Why we shouldn’t jump to Ofsted’s defence against the Govites

It must have been something of a surprise for Michael Wilshaw to come under sustained attack from his right flank. Two right wing think tanks it seems are gunning for Ofsted. It was enough to send HMCI running to the Sunday Times to tell them he was “spitting blood” and that “the stuff I read is completely unfair and unjust”. Moreover he claimed that the attacks were being launched by shadowy figures close to the Secretary of State. Suggestions that he can dish it out but can’t take criticism were soon heard on all sides. Like the particular kind of headteacher that he was, he won’t have anyone “undermining his authority”.

The key complaint of Civitas and Policy Exchange is, it seems, that Ofsted is a nest of unreconstructed child centred progressives dedicated to stopping children learning. Wilshaw’s interpretation however was that those around Gove were angry because of some high profile Ofsted criticism of free schools and academies and by his attack on Grammar Schools. Needless to say, the two Michaels have kissed and made up, on the surface at least – but one wonders if it will ever be “glad confident morning” ever again between them.

On the basis of “the enemy of my enemy is my friend”, some commentators have felt moved to come to Ofsted’s defence. However whatever we may think of the Civitas and Policy Exchange critique, we should not lose sight of the real reasons why Ofsted is not fit for purpose.

Part of the problem, it has to be said, lies in the style of Michael Wilshaw. It’s clearly not in his nature to try to bring about improvement by providing support and encouragement. He would rather put the boot in believing, in the immortal words of one of Nixon’s hard men “if you’ve got them by the balls, their hearts and minds will follow!”

Wilshaw also sees Ofsted as the centre of the educational universe. In his view, whatever improvement there has been is down to Ofsted. In his somewhat muddled world, PISA is proof that English schools and teachers are too often mediocre. Next minute we read about unparalleled improvement in inspection grades all because Ofsted has “raised the bar”. Consistency is it seems not a concept that our Chief Inspector much troubles himself with.

There are however more technical issues that arise from the way Ofsted now inspects and reaches its judgements. Fundamentally, inspections are now too short and too limited in their scope to provide a reliable and rounded picture of a school. The now infamous 20 minute observations are a hopelessly inadequate way of judging the effectiveness of teaching. Even then, in large schools and colleges, many teachers will go unobserved. The narrow focus on English and maths means that huge swathes of a school’s work go unnoticed and unreported on. Almost no time is spent looking at the overall curriculum – a big issue now that so many schools are not required to adhere to the National Curriculum.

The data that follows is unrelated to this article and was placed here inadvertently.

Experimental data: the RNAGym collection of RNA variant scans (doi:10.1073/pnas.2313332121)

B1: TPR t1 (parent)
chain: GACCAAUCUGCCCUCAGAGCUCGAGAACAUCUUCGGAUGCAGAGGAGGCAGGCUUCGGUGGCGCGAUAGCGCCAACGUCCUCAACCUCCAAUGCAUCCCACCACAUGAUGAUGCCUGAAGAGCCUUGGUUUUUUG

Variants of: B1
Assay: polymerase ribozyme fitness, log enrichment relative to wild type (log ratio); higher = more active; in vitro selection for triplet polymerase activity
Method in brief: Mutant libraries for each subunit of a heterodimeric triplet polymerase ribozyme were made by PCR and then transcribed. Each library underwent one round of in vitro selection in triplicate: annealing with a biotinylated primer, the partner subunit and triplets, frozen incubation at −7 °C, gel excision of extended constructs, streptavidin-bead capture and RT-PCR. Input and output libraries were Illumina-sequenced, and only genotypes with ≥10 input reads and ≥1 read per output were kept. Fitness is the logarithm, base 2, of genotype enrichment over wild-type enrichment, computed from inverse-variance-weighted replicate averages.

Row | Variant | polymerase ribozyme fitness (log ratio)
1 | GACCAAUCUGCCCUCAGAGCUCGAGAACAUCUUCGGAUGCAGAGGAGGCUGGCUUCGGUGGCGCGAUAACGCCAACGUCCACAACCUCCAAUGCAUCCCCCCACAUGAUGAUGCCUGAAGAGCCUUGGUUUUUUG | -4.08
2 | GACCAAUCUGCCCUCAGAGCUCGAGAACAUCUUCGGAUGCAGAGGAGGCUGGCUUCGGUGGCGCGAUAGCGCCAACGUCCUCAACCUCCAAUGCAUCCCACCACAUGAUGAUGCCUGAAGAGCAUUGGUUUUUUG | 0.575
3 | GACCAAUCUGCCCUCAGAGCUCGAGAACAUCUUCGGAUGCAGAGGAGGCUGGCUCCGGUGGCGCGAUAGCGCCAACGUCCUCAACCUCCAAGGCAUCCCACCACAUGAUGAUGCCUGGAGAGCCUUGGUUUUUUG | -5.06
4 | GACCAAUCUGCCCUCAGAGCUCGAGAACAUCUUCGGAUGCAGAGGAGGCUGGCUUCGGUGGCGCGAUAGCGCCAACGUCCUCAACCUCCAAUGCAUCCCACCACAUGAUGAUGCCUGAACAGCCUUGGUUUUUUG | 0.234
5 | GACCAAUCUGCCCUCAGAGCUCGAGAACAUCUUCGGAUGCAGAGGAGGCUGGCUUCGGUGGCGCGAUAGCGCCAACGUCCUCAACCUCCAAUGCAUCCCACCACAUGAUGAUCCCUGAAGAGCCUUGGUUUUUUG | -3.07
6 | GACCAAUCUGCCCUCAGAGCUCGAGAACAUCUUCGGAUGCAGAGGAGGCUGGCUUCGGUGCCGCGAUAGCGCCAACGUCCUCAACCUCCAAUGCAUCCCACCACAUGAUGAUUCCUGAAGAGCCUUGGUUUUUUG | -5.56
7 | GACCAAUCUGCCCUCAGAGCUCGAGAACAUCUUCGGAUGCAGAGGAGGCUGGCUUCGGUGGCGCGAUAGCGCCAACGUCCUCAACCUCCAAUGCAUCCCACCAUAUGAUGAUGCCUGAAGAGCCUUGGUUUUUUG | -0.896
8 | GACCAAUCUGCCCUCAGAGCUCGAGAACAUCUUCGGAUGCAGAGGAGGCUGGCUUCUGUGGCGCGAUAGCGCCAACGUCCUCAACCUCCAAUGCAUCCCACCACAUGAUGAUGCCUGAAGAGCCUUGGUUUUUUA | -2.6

Until a couple of years ago, the big complaint was that inspections were driven almost exclusively by data. No doubt this was sometimes unfair and certainly often schools felt that little effort was made to understand how they operated. And Ofsted (and indeed the DfE) has always had a huge problem in judging achievement in schools with significantly disadvantaged intakes.

But making the teaching judgement the main driver of an inspection is actually proving worse. The evidence base simply isn’t there to make objective and reliable judgements. In the days of genuinely full inspections, in a secondary school a dozen inspectors would see 150 to 200 full lessons. The school would get a full statistical breakdown of judgements so the process was transparent. Now it’s the luck of the draw where inspectors go, who they see and for how long – and no one gets told how the final judgement is made. It’s not necessary to believe that Ofsted has a preferred house style to accept that this process is wide open to being driven by individual inspectors’ whims and prejudices.

The result is that it’s now entirely possible for pupils to be achieving well but for the school to be marked down because of the particular sample of teaching seen and the way one or two inspectors reacted to it. Being judged by data that is at least out in the open, does mean that subjective and partial judgements are not the sole drivers of inspection outcomes.

Underneath the mindless and uninformed rhetoric of the think tanks (“schools under bureaucratic control of local government”; “the state school system has failed miserably to serve the interests of children from disadvantaged homes”; “free schools were introduced to make sure that everyone gets a fighting chance”) there is a core of truth. It would in fact be hard for a critic of Ofsted from the left to better this, from the Chief Executive of Civitas:

“Ofsted’s approach is based on a narrow theory of human nature, which assumes that individuals are self-serving and must be motivated by external sticks and carrots. The rival view is that we are all guided by conscience and are, therefore, capable of self-motivation. In schools, ethical conduct is best achieved when teachers identify themselves with the moral obligation to do the right thing for their pupils. Moral obligations are best reinforced by a shared professional ethos and by the mutual oversight of colleagues. The objective should be continuous personal improvement, rather than public ‘naming and shaming’.”

An inspection system based on those principles would be something that would genuinely add value to the education system.

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